Fey was a brilliant innovator as well as a savvy businessman. He understood he had produced something in tremendous demand, so instead of simply selling his slot machines, he paid a 50 percent commission fee to the betting halls that wanted them. Despite being approached by a number of different manufacturers, he refused to sell the rights to distribute or develop the games to anybody else. The Liberty Bell was so popular that Fey had to work overtime just to keep up with demand, mass-producing the machines. The Liberty Bell’s reels included stars, bells, horseshoes, as well as the more common hearts, spades, clubs, and diamonds. The game cost five cents to play, and the payouts were determined by the results displayed on the three rotating reels. In most cases, a player might earn up to twenty coins for hitting three bells and as little as two coins for hitting two horseshoes, with other variations in between.
From the Liberty Bell to the Operator Bell, we’ve come a long way.
In 1907, Fey formed a cooperation with the Mills Novelty Company. They created a new version of the game called the Mills Liberty Bell, which featured a cast iron machine with face card symbols such as the Jack, Queen, and King on the reels. This machine was also the first to have a bell that would ring when a winning combination was displayed, though it was eventually removed from the game. This design, on the other hand, would become the industry standard for current slot machines.
Changes in the Industry in the 1930s
In the 1930s, the Mills Novelty Company made a number of adjustments to its slot machines, which helped them gain even more popularity. First and foremost, as previously stated, the bell was removed. The Silent Bell was the name given to this version of the game. Double jackpots were also introduced, giving players the opportunity to win the jackpot twice. During this time, the machines’ appearance changed as well. To make the slot machines more appealing and thrilling, various motifs and patterns were made on the external wood cabinets.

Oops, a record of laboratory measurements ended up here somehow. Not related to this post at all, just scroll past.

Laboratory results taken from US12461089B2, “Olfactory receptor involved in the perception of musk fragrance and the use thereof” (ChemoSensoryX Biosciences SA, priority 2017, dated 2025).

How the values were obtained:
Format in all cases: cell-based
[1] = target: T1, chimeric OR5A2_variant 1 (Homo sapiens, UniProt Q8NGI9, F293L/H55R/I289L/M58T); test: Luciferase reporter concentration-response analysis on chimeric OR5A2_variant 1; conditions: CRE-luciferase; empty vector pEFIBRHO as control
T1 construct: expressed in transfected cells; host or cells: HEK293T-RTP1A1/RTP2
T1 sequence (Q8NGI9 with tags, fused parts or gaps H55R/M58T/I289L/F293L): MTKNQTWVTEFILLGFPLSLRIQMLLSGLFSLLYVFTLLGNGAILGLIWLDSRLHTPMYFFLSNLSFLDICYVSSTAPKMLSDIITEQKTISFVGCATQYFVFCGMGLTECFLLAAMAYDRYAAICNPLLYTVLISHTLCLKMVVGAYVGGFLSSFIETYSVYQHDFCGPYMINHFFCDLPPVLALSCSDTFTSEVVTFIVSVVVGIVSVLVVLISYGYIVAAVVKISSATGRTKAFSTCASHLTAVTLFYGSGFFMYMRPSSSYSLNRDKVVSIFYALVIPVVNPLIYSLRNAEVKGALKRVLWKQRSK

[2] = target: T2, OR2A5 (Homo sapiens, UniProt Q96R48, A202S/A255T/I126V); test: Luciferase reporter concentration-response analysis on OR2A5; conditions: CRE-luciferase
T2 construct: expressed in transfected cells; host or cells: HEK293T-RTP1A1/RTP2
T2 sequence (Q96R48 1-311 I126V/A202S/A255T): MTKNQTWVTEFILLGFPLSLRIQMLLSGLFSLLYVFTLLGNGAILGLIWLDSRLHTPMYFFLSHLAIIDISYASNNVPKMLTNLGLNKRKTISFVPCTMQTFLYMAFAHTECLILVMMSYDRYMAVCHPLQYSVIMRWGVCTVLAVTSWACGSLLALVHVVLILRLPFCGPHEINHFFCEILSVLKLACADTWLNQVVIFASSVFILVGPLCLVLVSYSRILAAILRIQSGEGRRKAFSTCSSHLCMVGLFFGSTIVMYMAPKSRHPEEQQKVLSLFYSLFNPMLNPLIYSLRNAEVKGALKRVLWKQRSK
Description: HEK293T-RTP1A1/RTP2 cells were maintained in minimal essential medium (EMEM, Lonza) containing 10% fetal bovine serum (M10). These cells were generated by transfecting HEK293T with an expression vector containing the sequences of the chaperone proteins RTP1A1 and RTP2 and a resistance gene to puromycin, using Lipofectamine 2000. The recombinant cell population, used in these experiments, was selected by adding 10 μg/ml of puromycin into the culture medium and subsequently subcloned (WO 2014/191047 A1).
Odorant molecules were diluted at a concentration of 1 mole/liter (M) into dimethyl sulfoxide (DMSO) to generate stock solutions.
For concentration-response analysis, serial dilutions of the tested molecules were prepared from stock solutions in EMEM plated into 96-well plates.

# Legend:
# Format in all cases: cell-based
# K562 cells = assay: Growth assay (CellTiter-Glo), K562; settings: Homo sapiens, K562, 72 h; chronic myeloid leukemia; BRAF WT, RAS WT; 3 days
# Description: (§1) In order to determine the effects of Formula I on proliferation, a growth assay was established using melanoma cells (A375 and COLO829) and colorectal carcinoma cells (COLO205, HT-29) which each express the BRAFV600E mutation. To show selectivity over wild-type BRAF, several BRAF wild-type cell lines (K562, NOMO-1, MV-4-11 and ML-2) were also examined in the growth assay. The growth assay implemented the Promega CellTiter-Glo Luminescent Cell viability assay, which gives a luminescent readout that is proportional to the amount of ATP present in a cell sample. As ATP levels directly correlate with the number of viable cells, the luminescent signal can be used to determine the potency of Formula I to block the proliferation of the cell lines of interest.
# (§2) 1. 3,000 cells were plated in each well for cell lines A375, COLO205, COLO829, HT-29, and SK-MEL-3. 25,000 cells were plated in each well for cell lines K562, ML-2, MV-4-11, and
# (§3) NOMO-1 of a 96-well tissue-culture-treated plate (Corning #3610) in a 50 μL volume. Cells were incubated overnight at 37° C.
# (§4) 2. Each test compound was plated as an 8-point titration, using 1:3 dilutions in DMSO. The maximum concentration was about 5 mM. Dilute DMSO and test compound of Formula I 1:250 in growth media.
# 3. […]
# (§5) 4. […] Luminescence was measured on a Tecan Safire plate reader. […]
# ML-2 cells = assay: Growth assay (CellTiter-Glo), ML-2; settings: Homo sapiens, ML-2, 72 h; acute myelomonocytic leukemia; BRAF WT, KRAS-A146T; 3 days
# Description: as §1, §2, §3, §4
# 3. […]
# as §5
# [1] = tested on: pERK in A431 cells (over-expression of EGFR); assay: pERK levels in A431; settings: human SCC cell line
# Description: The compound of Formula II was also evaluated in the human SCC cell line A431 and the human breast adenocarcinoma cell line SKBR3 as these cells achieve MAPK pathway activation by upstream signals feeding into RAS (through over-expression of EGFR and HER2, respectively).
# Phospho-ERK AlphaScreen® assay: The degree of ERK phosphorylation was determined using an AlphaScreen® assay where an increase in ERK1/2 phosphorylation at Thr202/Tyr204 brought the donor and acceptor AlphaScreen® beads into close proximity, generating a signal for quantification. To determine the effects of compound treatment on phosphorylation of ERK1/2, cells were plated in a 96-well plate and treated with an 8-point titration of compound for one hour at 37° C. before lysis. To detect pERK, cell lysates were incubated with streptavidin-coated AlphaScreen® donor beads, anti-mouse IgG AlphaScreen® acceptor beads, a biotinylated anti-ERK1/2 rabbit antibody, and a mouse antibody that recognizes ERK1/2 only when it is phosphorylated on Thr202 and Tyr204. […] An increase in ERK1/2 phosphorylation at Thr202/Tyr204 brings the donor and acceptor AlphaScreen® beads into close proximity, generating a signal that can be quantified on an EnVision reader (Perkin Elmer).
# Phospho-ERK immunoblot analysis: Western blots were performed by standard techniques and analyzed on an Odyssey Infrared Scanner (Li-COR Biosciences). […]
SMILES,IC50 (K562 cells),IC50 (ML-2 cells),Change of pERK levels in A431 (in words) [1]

Era of the Electro-Mechanical
Up until the late 1950s, slot machines were mechanical in nature, but in the late 1950s, a new sort of electro-mechanical machine was developed. With new machines like the Big Bertha and Super Big Bertha launched to the casino floor, slot machines were at their zenith of popularity. The Big Bertha series was a massive machine that cost more than $150,000 to build and ran on a five-horsepower motor.
The Age of the Computer
The 1980s were the next epoch in which the development of slot machines progressed. At the time, a new business called Sircoma created a video card betting slot machine, which generated quite a stir in the gaming sector. However, it was not an instant hit, with many players wary of the video portion of the game. Because they couldn’t see the reels rotating, they were concerned that the game would not be truly random. However, the fears faded over time, and the game became a success. Progressive slots and straight slots are available at over 2000 online betting games. There are also online betting completely dedicated to slots. With these internet games, you can bring the bells, whistles, and excitement of a slot machine straight into your living room. Check out the jili slots now to know more!